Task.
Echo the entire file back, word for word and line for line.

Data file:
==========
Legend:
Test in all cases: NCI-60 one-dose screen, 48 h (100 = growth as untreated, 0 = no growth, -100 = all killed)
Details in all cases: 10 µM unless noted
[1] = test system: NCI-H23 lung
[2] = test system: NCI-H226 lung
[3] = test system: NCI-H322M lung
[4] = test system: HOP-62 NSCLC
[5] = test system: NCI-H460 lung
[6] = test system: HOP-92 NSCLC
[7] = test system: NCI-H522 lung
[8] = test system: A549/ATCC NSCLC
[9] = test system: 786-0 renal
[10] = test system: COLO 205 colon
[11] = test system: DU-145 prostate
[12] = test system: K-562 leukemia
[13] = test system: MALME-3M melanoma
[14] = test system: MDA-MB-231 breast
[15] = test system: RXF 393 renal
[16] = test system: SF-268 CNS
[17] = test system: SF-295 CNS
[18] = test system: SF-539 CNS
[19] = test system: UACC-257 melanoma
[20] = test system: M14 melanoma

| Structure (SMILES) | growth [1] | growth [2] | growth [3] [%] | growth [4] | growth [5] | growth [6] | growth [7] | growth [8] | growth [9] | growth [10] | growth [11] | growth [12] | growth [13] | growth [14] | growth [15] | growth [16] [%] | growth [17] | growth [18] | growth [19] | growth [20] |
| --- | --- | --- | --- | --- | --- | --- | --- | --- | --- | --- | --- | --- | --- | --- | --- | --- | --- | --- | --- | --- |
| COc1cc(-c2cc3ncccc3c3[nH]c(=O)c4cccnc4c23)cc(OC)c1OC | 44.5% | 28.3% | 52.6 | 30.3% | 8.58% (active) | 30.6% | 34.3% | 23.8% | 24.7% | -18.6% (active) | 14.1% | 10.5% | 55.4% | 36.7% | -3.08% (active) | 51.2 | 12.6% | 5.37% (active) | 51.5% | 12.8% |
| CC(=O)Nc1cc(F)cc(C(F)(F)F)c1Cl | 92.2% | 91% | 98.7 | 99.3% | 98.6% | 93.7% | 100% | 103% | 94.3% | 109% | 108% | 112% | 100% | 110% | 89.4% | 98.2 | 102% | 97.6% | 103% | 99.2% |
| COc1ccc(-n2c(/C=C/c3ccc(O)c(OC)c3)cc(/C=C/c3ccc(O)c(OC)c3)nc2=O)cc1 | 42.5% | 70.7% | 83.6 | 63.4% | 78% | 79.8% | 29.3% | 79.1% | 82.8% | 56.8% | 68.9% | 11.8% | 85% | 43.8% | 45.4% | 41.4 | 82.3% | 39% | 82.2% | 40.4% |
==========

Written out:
Legend:
Test in all cases: NCI-60 one-dose screen, 48 h (100 = growth as untreated, 0 = no growth, -100 = all killed)
Details in all cases: 10 µM unless noted
[1] = test system: NCI-H23 lung
[2] = test system: NCI-H226 lung
[3] = test system: NCI-H322M lung
[4] = test system: HOP-62 NSCLC
[5] = test system: NCI-H460 lung
[6] = test system: HOP-92 NSCLC
[7] = test system: NCI-H522 lung
[8] = test system: A549/ATCC NSCLC
[9] = test system: 786-0 renal
[10] = test system: COLO 205 colon
[11] = test system: DU-145 prostate
[12] = test system: K-562 leukemia
[13] = test system: MALME-3M melanoma
[14] = test system: MDA-MB-231 breast
[15] = test system: RXF 393 renal
[16] = test system: SF-268 CNS
[17] = test system: SF-295 CNS
[18] = test system: SF-539 CNS
[19] = test system: UACC-257 melanoma
[20] = test system: M14 melanoma

| Structure (SMILES) | growth [1] | growth [2] | growth [3] [%] | growth [4] | growth [5] | growth [6] | growth [7] | growth [8] | growth [9] | growth [10] | growth [11] | growth [12] | growth [13] | growth [14] | growth [15] | growth [16] [%] | growth [17] | growth [18] | growth [19] | growth [20] |
| --- | --- | --- | --- | --- | --- | --- | --- | --- | --- | --- | --- | --- | --- | --- | --- | --- | --- | --- | --- | --- |
| COc1cc(-c2cc3ncccc3c3[nH]c(=O)c4cccnc4c23)cc(OC)c1OC | 44.5% | 28.3% | 52.6 | 30.3% | 8.58% (active) | 30.6% | 34.3% | 23.8% | 24.7% | -18.6% (active) | 14.1% | 10.5% | 55.4% | 36.7% | -3.08% (active) | 51.2 | 12.6% | 5.37% (active) | 51.5% | 12.8% |
| CC(=O)Nc1cc(F)cc(C(F)(F)F)c1Cl | 92.2% | 91% | 98.7 | 99.3% | 98.6% | 93.7% | 100% | 103% | 94.3% | 109% | 108% | 112% | 100% | 110% | 89.4% | 98.2 | 102% | 97.6% | 103% | 99.2% |
| COc1ccc(-n2c(/C=C/c3ccc(O)c(OC)c3)cc(/C=C/c3ccc(O)c(OC)c3)nc2=O)cc1 | 42.5% | 70.7% | 83.6 | 63.4% | 78% | 79.8% | 29.3% | 79.1% | 82.8% | 56.8% | 68.9% | 11.8% | 85% | 43.8% | 45.4% | 41.4 | 82.3% | 39% | 82.2% | 40.4% |